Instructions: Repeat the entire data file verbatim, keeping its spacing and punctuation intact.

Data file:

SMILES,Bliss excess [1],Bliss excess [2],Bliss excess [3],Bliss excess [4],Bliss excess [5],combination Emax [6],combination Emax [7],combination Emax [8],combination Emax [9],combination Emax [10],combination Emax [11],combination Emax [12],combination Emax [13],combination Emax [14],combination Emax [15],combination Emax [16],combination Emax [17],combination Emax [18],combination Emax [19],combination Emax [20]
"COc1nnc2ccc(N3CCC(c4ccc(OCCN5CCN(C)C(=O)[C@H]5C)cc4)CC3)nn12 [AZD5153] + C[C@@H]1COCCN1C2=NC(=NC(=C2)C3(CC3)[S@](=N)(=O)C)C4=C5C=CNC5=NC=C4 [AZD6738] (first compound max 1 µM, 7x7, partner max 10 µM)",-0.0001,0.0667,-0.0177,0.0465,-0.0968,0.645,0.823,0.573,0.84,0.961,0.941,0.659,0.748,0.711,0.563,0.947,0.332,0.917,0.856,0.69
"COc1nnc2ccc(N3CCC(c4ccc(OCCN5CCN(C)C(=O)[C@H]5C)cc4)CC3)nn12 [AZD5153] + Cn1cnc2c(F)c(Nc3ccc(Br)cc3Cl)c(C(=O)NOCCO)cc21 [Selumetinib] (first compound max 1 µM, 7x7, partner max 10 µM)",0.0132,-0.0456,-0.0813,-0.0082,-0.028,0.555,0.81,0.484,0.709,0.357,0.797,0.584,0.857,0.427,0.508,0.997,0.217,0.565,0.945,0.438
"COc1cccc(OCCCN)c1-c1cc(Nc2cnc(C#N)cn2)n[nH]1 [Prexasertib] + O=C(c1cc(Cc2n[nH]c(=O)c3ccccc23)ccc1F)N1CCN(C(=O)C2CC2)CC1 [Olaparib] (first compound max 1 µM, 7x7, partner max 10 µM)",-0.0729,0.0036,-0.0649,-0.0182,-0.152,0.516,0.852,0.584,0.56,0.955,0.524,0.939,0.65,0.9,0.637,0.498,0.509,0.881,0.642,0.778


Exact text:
SMILES,Bliss excess [1],Bliss excess [2],Bliss excess [3],Bliss excess [4],Bliss excess [5],combination Emax [6],combination Emax [7],combination Emax [8],combination Emax [9],combination Emax [10],combination Emax [11],combination Emax [12],combination Emax [13],combination Emax [14],combination Emax [15],combination Emax [16],combination Emax [17],combination Emax [18],combination Emax [19],combination Emax [20]
"COc1nnc2ccc(N3CCC(c4ccc(OCCN5CCN(C)C(=O)[C@H]5C)cc4)CC3)nn12 [AZD5153] + C[C@@H]1COCCN1C2=NC(=NC(=C2)C3(CC3)[S@](=N)(=O)C)C4=C5C=CNC5=NC=C4 [AZD6738] (first compound max 1 µM, 7x7, partner max 10 µM)",-0.0001,0.0667,-0.0177,0.0465,-0.0968,0.645,0.823,0.573,0.84,0.961,0.941,0.659,0.748,0.711,0.563,0.947,0.332,0.917,0.856,0.69
"COc1nnc2ccc(N3CCC(c4ccc(OCCN5CCN(C)C(=O)[C@H]5C)cc4)CC3)nn12 [AZD5153] + Cn1cnc2c(F)c(Nc3ccc(Br)cc3Cl)c(C(=O)NOCCO)cc21 [Selumetinib] (first compound max 1 µM, 7x7, partner max 10 µM)",0.0132,-0.0456,-0.0813,-0.0082,-0.028,0.555,0.81,0.484,0.709,0.357,0.797,0.584,0.857,0.427,0.508,0.997,0.217,0.565,0.945,0.438
"COc1cccc(OCCCN)c1-c1cc(Nc2cnc(C#N)cn2)n[nH]1 [Prexasertib] + O=C(c1cc(Cc2n[nH]c(=O)c3ccccc23)ccc1F)N1CCN(C(=O)C2CC2)CC1 [Olaparib] (first compound max 1 µM, 7x7, partner max 10 µM)",-0.0729,0.0036,-0.0649,-0.0182,-0.152,0.516,0.852,0.584,0.56,0.955,0.524,0.939,0.65,0.9,0.637,0.498,0.509,0.881,0.642,0.778